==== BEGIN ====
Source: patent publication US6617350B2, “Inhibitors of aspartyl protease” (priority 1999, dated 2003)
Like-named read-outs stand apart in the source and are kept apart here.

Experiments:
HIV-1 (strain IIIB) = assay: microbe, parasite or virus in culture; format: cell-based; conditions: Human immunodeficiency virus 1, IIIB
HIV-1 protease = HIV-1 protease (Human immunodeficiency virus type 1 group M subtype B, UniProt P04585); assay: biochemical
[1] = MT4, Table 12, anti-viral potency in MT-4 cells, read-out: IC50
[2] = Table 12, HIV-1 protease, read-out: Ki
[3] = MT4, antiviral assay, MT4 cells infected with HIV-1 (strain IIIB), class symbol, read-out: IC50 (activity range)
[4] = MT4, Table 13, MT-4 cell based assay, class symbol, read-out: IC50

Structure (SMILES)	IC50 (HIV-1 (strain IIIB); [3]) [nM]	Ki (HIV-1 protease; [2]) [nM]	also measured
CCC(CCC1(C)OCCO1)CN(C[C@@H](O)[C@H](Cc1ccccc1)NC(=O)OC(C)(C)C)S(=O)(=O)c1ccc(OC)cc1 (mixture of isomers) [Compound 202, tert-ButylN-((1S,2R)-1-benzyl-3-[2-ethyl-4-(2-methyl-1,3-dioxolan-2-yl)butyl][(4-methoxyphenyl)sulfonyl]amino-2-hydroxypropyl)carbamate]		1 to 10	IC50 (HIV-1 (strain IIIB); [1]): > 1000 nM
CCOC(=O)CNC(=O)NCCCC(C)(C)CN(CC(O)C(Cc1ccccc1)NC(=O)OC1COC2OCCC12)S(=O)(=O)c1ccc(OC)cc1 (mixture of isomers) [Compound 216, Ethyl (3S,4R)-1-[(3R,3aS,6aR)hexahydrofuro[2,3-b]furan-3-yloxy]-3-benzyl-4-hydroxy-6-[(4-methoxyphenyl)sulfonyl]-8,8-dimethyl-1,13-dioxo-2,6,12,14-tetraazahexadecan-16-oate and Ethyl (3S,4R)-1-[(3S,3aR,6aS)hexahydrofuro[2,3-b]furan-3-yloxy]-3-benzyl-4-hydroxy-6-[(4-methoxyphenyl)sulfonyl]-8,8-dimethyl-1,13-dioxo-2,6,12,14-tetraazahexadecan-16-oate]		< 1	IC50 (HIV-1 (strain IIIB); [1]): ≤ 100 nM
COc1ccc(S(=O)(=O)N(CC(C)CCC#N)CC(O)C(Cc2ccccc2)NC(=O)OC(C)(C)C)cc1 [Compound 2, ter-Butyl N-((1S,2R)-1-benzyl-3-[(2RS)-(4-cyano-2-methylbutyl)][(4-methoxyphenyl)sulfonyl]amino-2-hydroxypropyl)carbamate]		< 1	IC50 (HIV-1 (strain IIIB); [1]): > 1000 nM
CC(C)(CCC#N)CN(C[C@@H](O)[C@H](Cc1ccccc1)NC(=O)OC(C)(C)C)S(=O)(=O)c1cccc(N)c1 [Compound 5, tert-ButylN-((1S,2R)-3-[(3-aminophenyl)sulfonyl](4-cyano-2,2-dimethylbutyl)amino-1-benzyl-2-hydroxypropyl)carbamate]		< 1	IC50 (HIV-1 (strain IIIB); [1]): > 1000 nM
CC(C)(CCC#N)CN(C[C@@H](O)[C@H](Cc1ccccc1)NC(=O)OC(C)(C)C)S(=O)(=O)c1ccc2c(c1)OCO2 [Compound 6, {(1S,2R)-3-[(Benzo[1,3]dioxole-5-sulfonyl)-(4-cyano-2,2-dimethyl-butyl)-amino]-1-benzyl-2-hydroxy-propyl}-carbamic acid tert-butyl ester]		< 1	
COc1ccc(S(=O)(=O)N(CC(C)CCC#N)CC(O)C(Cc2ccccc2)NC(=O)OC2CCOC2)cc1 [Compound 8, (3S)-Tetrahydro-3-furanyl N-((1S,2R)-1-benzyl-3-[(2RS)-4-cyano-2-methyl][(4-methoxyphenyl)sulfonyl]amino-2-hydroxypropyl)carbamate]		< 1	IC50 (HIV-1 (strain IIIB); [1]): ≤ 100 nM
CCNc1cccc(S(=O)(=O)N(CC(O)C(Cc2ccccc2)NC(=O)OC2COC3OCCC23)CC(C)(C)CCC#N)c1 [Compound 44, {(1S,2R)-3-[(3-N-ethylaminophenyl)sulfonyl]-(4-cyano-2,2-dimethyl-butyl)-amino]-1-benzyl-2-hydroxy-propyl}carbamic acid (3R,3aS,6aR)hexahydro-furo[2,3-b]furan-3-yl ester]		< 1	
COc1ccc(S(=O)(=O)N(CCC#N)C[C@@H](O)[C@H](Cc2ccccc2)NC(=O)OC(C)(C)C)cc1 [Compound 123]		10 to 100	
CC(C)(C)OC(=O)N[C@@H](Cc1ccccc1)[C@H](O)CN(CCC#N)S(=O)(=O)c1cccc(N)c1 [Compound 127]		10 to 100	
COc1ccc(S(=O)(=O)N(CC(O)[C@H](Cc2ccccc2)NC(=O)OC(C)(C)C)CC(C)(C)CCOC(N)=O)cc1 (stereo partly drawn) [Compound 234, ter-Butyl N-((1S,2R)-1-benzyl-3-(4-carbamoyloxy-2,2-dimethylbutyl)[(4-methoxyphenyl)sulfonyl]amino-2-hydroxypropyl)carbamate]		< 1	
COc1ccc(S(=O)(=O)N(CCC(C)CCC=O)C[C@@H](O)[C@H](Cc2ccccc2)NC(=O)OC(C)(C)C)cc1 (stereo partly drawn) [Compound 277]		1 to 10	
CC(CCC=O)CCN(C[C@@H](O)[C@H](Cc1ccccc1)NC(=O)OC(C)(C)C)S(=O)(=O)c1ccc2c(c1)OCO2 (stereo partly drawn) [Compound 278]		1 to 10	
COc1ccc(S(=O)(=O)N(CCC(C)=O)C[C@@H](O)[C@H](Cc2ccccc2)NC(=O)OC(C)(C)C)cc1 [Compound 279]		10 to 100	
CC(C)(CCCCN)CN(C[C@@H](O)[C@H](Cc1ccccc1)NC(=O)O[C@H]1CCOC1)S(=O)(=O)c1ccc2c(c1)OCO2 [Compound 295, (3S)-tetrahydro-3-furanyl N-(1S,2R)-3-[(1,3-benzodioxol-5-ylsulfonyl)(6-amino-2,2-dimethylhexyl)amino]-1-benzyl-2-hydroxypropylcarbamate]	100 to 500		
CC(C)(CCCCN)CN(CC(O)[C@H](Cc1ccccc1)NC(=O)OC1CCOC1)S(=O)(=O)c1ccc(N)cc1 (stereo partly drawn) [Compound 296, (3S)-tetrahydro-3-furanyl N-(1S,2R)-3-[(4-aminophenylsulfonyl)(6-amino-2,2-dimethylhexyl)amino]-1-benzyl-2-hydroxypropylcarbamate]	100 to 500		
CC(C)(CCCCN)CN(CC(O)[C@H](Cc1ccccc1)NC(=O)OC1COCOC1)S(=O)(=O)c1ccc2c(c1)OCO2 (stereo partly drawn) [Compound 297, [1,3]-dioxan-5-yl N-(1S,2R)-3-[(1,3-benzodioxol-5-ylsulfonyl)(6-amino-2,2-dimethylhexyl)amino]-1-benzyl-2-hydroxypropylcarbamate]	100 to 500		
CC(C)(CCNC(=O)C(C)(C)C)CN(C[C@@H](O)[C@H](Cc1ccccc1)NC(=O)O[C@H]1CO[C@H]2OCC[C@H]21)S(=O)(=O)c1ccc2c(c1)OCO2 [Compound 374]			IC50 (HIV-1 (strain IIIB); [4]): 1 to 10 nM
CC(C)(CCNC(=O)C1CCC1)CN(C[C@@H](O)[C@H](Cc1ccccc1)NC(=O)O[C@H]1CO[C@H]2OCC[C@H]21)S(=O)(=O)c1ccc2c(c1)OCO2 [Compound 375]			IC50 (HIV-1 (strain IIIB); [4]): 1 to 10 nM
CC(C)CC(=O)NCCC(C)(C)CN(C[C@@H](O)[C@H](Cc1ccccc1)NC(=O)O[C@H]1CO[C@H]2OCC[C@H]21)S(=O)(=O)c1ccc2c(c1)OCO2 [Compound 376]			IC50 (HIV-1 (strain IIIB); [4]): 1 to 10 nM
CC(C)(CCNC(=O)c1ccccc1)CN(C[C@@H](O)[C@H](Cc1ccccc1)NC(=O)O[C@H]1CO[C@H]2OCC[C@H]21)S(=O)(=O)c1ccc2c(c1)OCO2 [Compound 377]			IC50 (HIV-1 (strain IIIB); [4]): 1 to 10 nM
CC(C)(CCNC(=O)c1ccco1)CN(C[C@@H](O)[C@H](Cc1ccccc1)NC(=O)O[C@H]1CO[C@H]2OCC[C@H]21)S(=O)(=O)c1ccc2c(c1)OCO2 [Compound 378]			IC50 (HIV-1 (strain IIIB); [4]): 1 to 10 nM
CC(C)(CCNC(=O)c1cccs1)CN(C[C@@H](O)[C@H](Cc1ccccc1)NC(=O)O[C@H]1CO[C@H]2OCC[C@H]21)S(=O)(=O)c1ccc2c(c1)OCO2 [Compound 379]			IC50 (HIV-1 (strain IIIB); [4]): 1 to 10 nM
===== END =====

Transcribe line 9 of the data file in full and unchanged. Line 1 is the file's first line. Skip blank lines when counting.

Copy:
[4] = MT4, Table 13, MT-4 cell based assay, class symbol, read-out: IC50